One of the reasons Dr. Elmore's speech speaks to me so much is that it raises quite vociferously the issue of misalignment. In my work with schools and districts, I see numerous examples of misalignment, including:
- classroom pedagogy that fails to regularly employ high-yield instructional strategies to achieve optimal results;
- professional development plans that are based on teachers' preferences rather than students' needs;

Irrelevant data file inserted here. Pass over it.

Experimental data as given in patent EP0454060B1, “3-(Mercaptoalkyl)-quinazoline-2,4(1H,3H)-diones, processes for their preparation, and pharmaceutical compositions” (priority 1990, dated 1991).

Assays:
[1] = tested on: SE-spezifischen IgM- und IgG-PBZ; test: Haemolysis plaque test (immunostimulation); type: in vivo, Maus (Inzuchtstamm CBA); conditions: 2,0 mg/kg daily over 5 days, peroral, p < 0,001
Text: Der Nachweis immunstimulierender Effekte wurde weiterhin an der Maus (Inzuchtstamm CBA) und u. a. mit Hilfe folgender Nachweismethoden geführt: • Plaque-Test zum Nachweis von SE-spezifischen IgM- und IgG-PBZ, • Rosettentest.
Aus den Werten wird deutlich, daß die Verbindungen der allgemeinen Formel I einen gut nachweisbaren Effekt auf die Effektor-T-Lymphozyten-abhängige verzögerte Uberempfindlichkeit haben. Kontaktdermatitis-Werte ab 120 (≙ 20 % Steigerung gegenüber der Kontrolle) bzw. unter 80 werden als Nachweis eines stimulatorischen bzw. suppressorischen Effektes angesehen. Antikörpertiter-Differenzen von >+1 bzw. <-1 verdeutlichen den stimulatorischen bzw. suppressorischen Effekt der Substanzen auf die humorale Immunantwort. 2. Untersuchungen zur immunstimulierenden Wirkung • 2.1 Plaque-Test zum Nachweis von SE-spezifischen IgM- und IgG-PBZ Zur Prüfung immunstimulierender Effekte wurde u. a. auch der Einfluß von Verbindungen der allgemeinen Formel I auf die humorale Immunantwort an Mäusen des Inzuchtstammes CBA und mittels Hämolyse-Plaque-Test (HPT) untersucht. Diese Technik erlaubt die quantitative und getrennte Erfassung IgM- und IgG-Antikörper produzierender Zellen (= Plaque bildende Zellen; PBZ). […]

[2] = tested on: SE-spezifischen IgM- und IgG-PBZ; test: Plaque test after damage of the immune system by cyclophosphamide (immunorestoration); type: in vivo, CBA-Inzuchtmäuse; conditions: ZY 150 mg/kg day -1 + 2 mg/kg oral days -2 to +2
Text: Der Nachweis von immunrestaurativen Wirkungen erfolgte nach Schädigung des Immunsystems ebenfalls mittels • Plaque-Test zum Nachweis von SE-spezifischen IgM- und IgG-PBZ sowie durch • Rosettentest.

- staffing plans that fail to put the best teachers in front of the students who need them the most;
- intra-organization funding decisions that fail to put resources where they are most needed;
- a lot of wasted instructional time;
- and so on (I'm guessing that you can add to this list!)...
We say that we want results. We say that we want high levels of achievement for all students. But we are not doing what it takes to achieve the results that we say we want.